Avogadro and His Number

Avogadro’s Hypothesis

In 1811, Amedeo Avogadro (1776–1856) (born Lorenzo Romano Amedeo Carlo Avogadro di Quaregna e di Cerreto) looked at Gay-Lussac’s results and concluded that when they are at the same temperature and pressure, equal volumes of gas (like two balloons of the same size) contain the same number of “particles.” These particles can be individual atoms, molecules, or even a mixture thereof.

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Dalton and Atomic Weights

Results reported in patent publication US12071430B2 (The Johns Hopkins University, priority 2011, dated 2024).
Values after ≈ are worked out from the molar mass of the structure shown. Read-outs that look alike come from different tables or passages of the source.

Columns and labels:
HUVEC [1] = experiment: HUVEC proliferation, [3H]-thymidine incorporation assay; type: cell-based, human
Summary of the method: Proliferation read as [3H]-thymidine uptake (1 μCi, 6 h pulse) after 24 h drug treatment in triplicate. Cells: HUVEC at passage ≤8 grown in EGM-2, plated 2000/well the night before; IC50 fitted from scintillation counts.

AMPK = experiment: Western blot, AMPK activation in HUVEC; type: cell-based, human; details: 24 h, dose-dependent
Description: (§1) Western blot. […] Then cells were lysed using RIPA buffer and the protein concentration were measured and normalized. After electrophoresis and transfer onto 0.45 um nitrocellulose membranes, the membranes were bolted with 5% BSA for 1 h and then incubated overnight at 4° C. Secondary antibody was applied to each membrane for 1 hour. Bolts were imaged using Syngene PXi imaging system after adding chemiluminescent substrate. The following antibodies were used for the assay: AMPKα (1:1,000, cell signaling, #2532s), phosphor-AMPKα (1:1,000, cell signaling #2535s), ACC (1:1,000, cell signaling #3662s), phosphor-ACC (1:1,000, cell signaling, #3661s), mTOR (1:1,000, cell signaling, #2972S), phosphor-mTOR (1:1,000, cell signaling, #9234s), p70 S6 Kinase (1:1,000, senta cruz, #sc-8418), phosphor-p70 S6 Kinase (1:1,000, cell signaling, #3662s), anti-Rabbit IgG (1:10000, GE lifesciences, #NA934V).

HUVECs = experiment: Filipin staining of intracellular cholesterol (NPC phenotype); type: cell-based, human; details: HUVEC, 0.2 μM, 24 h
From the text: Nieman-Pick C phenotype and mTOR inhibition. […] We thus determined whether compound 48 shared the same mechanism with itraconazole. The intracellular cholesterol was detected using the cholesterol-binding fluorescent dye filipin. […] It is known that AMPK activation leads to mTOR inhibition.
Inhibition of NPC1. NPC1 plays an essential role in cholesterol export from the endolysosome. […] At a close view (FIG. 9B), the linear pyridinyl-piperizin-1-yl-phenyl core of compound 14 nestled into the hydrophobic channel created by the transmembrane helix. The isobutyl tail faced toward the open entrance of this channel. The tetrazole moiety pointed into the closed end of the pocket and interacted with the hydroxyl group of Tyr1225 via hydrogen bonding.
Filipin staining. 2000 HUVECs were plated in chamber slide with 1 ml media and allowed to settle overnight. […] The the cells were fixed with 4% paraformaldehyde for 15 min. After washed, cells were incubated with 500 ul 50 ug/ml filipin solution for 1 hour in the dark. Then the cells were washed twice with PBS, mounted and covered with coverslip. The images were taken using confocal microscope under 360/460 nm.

With a firm belief in atoms, impressive physical insight and armed with a few simple rules, Dalton was able to construct a table of relative weights, which he first presented in 1803 at a talk to the Literary and Philosophical Society of Manchester. In 1805, this effort first appeared in print, with a systematic explanation of the method appearing in 1808 when Dalton published the first volume of his book A New System of Chemical Philosophy. Here, with hydrogen as his reference, he gave the following relative weights: hydrogen (H) 1; nitrogen (N) 5; carbon (C) 5.4; oxygen (O) 7; phosphorus (P) 9; sulfur (S) 13 and so on, including several elements and compounds.